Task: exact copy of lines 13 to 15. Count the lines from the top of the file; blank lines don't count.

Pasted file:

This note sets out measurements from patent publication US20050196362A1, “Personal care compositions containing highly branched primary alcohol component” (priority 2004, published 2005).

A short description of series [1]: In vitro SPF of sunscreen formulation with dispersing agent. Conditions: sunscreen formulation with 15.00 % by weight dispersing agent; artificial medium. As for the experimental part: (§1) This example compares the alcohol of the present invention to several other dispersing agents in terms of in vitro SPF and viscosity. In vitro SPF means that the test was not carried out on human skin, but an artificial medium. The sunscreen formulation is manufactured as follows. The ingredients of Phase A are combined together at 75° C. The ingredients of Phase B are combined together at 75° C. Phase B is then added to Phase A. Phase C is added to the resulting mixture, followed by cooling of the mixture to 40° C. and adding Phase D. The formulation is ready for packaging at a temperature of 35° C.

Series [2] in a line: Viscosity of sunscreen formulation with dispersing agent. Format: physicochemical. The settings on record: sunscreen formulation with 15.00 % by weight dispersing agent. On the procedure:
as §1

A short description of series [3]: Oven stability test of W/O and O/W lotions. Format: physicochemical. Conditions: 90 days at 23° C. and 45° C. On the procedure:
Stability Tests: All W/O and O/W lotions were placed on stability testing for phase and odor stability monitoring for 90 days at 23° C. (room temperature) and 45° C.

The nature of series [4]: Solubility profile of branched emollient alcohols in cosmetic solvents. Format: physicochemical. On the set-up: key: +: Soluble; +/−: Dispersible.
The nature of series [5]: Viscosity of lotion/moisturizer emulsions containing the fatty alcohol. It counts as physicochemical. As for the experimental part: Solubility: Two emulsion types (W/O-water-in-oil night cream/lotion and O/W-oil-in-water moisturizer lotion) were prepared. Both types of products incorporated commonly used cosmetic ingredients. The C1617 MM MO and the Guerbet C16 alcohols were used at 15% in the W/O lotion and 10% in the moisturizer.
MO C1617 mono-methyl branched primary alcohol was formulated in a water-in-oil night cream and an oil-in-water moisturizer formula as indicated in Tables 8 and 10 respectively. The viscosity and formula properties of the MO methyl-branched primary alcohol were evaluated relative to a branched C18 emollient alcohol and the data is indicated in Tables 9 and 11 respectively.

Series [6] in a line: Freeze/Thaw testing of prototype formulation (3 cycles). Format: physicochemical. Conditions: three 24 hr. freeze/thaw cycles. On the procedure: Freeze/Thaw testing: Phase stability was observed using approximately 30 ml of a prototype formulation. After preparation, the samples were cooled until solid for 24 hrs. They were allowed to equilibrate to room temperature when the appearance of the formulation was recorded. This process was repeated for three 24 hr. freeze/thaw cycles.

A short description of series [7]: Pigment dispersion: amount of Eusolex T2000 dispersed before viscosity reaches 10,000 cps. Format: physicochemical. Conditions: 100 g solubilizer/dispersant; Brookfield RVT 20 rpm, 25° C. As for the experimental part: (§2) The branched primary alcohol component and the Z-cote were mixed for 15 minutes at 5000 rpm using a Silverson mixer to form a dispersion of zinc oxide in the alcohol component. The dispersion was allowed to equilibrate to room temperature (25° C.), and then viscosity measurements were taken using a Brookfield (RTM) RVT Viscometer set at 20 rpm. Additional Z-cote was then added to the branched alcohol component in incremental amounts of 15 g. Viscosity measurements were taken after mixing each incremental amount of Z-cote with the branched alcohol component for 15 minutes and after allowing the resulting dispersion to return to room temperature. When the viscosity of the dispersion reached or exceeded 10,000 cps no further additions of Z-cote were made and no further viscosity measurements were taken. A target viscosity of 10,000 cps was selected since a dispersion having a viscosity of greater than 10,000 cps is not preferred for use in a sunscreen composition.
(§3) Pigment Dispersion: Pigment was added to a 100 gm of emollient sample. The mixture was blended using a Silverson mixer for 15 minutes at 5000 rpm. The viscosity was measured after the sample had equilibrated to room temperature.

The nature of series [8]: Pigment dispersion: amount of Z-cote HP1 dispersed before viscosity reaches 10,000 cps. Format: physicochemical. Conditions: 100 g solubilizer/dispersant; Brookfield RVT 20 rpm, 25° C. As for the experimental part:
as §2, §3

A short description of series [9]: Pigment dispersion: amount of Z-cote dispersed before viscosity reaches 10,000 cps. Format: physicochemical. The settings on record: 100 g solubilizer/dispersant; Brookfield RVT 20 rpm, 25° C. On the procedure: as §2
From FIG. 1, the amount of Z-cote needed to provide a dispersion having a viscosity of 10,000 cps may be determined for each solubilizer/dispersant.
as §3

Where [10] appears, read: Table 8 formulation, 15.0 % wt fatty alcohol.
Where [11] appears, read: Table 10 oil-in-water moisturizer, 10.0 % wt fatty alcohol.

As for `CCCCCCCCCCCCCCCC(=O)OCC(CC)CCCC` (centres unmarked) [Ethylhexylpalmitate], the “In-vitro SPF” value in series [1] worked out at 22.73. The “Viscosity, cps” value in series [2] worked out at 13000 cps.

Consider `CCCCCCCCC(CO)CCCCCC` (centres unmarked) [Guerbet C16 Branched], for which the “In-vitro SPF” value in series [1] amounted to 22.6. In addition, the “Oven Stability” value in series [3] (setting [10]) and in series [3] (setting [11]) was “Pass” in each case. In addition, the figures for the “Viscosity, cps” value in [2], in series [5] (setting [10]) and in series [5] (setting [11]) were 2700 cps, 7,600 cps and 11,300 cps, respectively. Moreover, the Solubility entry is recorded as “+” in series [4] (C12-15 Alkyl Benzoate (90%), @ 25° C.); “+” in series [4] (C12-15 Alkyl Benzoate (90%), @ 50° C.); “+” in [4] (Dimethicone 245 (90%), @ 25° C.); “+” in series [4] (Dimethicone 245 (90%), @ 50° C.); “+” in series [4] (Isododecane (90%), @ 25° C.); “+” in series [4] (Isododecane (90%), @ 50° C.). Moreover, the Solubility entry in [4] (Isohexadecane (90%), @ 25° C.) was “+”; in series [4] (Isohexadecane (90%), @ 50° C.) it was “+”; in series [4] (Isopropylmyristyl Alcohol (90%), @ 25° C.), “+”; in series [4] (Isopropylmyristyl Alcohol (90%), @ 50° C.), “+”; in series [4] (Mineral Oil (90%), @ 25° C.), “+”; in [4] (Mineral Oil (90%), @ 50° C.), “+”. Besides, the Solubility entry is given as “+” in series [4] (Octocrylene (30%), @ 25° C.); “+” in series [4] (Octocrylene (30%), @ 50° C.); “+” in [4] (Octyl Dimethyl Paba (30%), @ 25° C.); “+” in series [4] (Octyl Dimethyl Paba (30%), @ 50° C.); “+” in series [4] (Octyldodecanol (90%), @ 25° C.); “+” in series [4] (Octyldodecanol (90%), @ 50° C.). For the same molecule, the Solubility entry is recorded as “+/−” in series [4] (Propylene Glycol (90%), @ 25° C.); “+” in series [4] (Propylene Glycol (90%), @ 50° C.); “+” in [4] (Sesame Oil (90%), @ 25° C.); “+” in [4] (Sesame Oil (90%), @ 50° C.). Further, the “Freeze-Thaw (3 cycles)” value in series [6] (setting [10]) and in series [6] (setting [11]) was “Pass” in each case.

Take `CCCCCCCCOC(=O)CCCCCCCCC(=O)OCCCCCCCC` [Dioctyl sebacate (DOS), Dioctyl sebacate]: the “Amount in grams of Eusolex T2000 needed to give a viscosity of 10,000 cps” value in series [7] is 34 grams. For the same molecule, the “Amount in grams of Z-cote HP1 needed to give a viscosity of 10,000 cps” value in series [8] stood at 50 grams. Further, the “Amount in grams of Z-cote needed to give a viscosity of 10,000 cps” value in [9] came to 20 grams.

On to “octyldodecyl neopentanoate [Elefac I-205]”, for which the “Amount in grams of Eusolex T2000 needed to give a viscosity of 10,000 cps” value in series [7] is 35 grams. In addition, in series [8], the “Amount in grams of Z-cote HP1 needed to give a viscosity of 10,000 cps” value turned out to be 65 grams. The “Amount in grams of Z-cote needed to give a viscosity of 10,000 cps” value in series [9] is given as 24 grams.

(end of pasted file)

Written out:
The nature of series [8]: Pigment dispersion: amount of Z-cote HP1 dispersed before viscosity reaches 10,000 cps. Format: physicochemical. Conditions: 100 g solubilizer/dispersant; Brookfield RVT 20 rpm, 25° C. As for the experimental part:
as §2, §3

A short description of series [9]: Pigment dispersion: amount of Z-cote dispersed before viscosity reaches 10,000 cps. Format: physicochemical. The settings on record: 100 g solubilizer/dispersant; Brookfield RVT 20 rpm, 25° C. On the procedure: as §2